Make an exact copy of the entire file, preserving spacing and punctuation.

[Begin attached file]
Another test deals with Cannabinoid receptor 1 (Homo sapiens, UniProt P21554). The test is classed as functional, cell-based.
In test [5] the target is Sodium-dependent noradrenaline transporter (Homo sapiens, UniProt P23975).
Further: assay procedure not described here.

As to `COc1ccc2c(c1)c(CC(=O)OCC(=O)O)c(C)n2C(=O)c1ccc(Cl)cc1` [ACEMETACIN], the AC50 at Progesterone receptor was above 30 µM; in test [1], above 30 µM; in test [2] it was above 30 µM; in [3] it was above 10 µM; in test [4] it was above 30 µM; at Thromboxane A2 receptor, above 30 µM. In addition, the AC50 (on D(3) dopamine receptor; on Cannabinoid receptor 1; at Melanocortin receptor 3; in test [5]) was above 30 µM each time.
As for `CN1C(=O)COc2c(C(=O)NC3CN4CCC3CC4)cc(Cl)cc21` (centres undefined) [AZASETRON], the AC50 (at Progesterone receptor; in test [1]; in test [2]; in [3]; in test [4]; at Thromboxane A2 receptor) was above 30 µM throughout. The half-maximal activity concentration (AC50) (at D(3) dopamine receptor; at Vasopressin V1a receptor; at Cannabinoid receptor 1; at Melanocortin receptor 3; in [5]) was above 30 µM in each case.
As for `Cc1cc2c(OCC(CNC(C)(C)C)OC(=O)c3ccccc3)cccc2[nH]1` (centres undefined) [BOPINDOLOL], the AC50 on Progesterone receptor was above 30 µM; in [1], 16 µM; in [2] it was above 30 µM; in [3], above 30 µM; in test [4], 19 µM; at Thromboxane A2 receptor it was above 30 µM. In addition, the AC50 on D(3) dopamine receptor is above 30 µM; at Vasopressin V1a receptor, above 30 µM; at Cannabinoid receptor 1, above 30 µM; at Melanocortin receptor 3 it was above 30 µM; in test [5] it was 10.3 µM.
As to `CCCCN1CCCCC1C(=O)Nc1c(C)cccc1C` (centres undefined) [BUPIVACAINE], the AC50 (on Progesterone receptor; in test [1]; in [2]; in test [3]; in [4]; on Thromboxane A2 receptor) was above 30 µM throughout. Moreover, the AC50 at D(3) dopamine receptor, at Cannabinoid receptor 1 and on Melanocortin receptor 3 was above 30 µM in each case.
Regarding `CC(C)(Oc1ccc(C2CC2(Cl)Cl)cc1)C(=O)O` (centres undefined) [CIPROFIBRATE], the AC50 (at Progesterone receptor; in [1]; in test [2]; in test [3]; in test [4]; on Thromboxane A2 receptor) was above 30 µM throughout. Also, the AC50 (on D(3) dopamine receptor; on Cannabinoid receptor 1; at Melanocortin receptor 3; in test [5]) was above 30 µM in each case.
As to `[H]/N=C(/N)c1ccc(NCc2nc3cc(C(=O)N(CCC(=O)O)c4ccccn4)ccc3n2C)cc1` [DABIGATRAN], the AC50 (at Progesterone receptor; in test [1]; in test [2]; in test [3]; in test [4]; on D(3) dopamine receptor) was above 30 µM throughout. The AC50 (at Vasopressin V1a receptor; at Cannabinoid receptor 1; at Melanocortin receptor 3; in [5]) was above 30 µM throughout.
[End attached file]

Another test deals with Cannabinoid receptor 1 (Homo sapiens, UniProt P21554). The test is classed as functional, cell-based.
In test [5] the target is Sodium-dependent noradrenaline transporter (Homo sapiens, UniProt P23975).
Further: assay procedure not described here.

As to `COc1ccc2c(c1)c(CC(=O)OCC(=O)O)c(C)n2C(=O)c1ccc(Cl)cc1` [ACEMETACIN], the AC50 at Progesterone receptor was above 30 µM; in test [1], above 30 µM; in test [2] it was above 30 µM; in [3] it was above 10 µM; in test [4] it was above 30 µM; at Thromboxane A2 receptor, above 30 µM. In addition, the AC50 (on D(3) dopamine receptor; on Cannabinoid receptor 1; at Melanocortin receptor 3; in test [5]) was above 30 µM each time.
As for `CN1C(=O)COc2c(C(=O)NC3CN4CCC3CC4)cc(Cl)cc21` (centres undefined) [AZASETRON], the AC50 (at Progesterone receptor; in test [1]; in test [2]; in [3]; in test [4]; at Thromboxane A2 receptor) was above 30 µM throughout. The half-maximal activity concentration (AC50) (at D(3) dopamine receptor; at Vasopressin V1a receptor; at Cannabinoid receptor 1; at Melanocortin receptor 3; in [5]) was above 30 µM in each case.
As for `Cc1cc2c(OCC(CNC(C)(C)C)OC(=O)c3ccccc3)cccc2[nH]1` (centres undefined) [BOPINDOLOL], the AC50 on Progesterone receptor was above 30 µM; in [1], 16 µM; in [2] it was above 30 µM; in [3], above 30 µM; in test [4], 19 µM; at Thromboxane A2 receptor it was above 30 µM. In addition, the AC50 on D(3) dopamine receptor is above 30 µM; at Vasopressin V1a receptor, above 30 µM; at Cannabinoid receptor 1, above 30 µM; at Melanocortin receptor 3 it was above 30 µM; in test [5] it was 10.3 µM.
As to `CCCCN1CCCCC1C(=O)Nc1c(C)cccc1C` (centres undefined) [BUPIVACAINE], the AC50 (on Progesterone receptor; in test [1]; in [2]; in test [3]; in [4]; on Thromboxane A2 receptor) was above 30 µM throughout. Moreover, the AC50 at D(3) dopamine receptor, at Cannabinoid receptor 1 and on Melanocortin receptor 3 was above 30 µM in each case.
Regarding `CC(C)(Oc1ccc(C2CC2(Cl)Cl)cc1)C(=O)O` (centres undefined) [CIPROFIBRATE], the AC50 (at Progesterone receptor; in [1]; in test [2]; in test [3]; in test [4]; on Thromboxane A2 receptor) was above 30 µM throughout. Also, the AC50 (on D(3) dopamine receptor; on Cannabinoid receptor 1; at Melanocortin receptor 3; in test [5]) was above 30 µM in each case.
As to `[H]/N=C(/N)c1ccc(NCc2nc3cc(C(=O)N(CCC(=O)O)c4ccccn4)ccc3n2C)cc1` [DABIGATRAN], the AC50 (at Progesterone receptor; in test [1]; in test [2]; in test [3]; in test [4]; on D(3) dopamine receptor) was above 30 µM throughout. The AC50 (at Vasopressin V1a receptor; at Cannabinoid receptor 1; at Melanocortin receptor 3; in [5]) was above 30 µM throughout.